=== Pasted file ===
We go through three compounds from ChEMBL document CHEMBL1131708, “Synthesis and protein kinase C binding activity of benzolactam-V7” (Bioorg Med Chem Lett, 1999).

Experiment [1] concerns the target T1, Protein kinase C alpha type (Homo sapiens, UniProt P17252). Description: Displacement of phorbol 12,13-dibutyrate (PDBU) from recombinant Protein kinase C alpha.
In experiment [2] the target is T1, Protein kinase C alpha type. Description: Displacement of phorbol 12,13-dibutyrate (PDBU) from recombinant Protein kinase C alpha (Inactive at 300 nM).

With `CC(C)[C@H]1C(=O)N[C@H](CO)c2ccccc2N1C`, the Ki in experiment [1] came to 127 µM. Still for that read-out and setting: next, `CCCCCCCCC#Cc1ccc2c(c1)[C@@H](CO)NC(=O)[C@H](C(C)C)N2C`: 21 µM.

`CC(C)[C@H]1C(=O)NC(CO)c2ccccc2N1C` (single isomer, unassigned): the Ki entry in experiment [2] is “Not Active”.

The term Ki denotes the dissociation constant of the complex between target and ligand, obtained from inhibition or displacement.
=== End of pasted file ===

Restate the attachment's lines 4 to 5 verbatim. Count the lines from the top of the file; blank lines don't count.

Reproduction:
With `CC(C)[C@H]1C(=O)N[C@H](CO)c2ccccc2N1C`, the Ki in experiment [1] came to 127 µM. Still for that read-out and setting: next, `CCCCCCCCC#Cc1ccc2c(c1)[C@@H](CO)NC(=O)[C@H](C(C)C)N2C`: 21 µM.

`CC(C)[C@H]1C(=O)NC(CO)c2ccccc2N1C` (single isomer, unassigned): the Ki entry in experiment [2] is “Not Active”.